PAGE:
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John Major Inquiry report: negligence by Canadian intelligence that led to over 300 casualties

As the diplomatic row between India and Canada worsens, a five-volume report released in 2010 by a the Justice John Major Inquiry Report constituted in 2006 has come back into public consciousness. One look at the report reveals that an earlier lackadaisical Canadian response to Indian concerns over Khalistani activity led to the loss of […]

As the diplomatic row between India and Canada worsens, a five-volume report released in 2010 by a the Justice John Major Inquiry Report constituted in 2006 has come back into public consciousness. One look at the report reveals that an earlier lackadaisical Canadian response to Indian concerns over Khalistani activity led to the loss of over 300 lives in the bombing of AI flight 182 (Kanishka) among them ironically most were Canadian citizens (268) though the majority of them were of Indian-origin. It was in 1982 that then PM Indira Gandhi had sought the extradition of Talwinder Singh Parmar but Justin Trudeau’s father Pierre, who was the then Prime Minister, rejected the request. A public apology by Justin Trudeau’s successor Stephen Harper brought home the fact that it was Ottawa’s negligence that led to the death of over 300 people.
Three years after the warning, then head of Babbar Khalsa International, Parmar allegedly masterminded the bombing of Kanishka. The subsequent investigation by Canada dragged on for over 15 years and it was only in 2000 that the Canadian police arrested two Sikh terrorists based in Canada. Another suspect who was subsequently arrested was released on bail after just a day. The two arrested men — Ripudaman Malik and Ajaib Singh Bagri — were remanded in judicial custody while Parmar and Inderjit Singh Reyat were declared as co-conspirators. Parmar was shot dead by the Punjab Police in 1992, while Reyat was sentenced to a 10-year jail stint for manufacturing the bombs.

HISTORY AND TOLL
On June 23, 1985, the Air India Boeing 747, named after the Kushan dynasty emperor Kanishka, took off from Toronto for a journey that was scheduled to include stops at Montreal’s Mirabel airport, London’s Heathrow, Delhi’s Palam and Bombay’s Sahar. After the flight number 182 arrived in Montreal, more passengers boarded to make for full complement of 329, including 22 crew members. The plane departed for England for the next leg. It made contact with the Shannon Air Traffic Control Center, but five minutes later, vanished off the radar screen. A bomb, sent via Vancouver, placed in cargo had exploded. Remnants of the plane were found off the Irish coast. There were no survivors. It has been attributed mainly to the terrorist outfit Babbar Khalsa, while the Canadian Commission of Inquiry also mentioned the International Sikh Youth Federation.
Approximately 20 families were “completely wiped out”, 32 persons lost their spouses and children, seven couples lost their children and two children around the age of 10 lost their parents.Of the victims, 268 were Canadian citizens, mostly of Indian origin and another 24 Indians.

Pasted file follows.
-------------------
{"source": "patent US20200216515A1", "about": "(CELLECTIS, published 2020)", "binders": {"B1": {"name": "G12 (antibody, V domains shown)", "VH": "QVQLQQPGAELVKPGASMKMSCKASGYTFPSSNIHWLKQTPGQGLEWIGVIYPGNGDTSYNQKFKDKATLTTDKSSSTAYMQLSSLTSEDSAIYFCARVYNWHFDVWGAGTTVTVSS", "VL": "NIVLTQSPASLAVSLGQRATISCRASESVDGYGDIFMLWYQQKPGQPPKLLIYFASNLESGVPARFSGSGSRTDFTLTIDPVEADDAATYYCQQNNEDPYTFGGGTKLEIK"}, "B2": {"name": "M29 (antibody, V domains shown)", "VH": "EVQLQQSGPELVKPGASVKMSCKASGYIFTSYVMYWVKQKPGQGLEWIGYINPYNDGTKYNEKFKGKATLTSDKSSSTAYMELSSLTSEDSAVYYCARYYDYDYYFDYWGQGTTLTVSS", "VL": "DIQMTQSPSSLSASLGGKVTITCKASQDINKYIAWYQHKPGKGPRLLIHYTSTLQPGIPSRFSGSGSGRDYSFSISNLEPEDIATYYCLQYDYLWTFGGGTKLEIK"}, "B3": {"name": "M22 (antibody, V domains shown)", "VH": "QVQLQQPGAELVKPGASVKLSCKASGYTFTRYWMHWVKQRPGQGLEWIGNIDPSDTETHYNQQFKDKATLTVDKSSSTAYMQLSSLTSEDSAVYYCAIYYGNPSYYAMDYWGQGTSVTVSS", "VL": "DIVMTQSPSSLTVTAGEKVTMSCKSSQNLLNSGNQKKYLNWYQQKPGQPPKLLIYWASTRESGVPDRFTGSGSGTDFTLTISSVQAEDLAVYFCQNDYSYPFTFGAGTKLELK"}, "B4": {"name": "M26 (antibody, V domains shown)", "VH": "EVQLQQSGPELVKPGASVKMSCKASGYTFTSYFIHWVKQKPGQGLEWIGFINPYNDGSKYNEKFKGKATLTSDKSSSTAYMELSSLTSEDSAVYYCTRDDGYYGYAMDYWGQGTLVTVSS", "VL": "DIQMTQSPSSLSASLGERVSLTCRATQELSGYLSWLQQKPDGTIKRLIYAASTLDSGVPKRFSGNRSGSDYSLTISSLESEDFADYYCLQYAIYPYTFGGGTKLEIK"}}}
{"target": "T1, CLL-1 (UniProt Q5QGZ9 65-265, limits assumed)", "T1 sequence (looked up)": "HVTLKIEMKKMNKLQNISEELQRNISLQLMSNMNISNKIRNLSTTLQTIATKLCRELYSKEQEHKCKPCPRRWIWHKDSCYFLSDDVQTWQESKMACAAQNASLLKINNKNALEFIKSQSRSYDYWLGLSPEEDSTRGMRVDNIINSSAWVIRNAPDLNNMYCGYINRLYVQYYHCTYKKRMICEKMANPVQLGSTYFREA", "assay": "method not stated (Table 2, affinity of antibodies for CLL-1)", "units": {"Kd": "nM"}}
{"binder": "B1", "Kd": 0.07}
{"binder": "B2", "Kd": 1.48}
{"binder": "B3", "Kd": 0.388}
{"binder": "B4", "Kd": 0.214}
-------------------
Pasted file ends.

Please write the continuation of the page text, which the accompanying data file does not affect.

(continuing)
Some victim’s families states that this bombing, per capita took a greater human toll in Canada than 9/11 in the United States.
John Major, then a lawyer with a practice in Calgary, once said that he could “vividly remember” hearing a news report about the bombing on his car radio. “The way it was described by the announcer, I wasn’t even sure that it took off from Canada,” Major said.
For over 15 years, the Canadian government was busy brushing the issue under the rug, pretending it was someone else’s problem, adding to the many woes of the many victims’ families and friends who sought justice.

INVESTIGATION FINDINGS
According to the first volume of the Major Commission’s report, the Royal Canada Mounted Police (RCMP) had learned from “two independent sources” about a plot to bomb two Air India flights. The report identifies them as Person 1 and Person. “In 1984, these two individuals, who had known each other since 1977, moved in shadowy circles in the Vancouver area. They both had extensive connections to a web of criminal activity within, and extending beyond, the BC region.”
Person 1 would later tell the inquiry of his dubious past, with a criminal record dating back to 1956 and approximately 16 convictions including theft, break and enter, armed robbery, and false pretences. For the past 15 years, however, he has had no criminal charges or convictions. On June 23, 1985, when Constable Rick Crook of the Vancouver Police Department (VPD) learned of the fate of Air India Flight 182 and another explosion in Japan’s Narita. “The fact that there had been two bombs, that the origin of the plot appeared to be out of Vancouver, and that there was thought to have been a connection to Sikh extremism led Crook to suspect that the plot he had learned about in 1984 was, in fact, related to the plot that had been carried out that day.”

POINTS OF NOTE
Notably, Person 1 and Person 2 had, at separate occasions informed the RCMP of crime in the Vancouver area as well as their connections to several Sikh figures with ties to Khalistani extremist outfits.
Even after the Air India bombing, there was significant resistance and delay at E Division NCIS about a follow-up investigation of the November Plot and continuing skepticism about any possible connection between the November 1984 Plot and the bombing. Despite repeated requests by Headquarters that it be updated on the state of the investigation,79 it was not until nine months after the bombing that E Division took steps to pursue the issue seriously. Early in 1986, as part of a Headquarters review of the November Plot tip, the significance of the fact that two independent sources had come forward with the same information was finally recognised.

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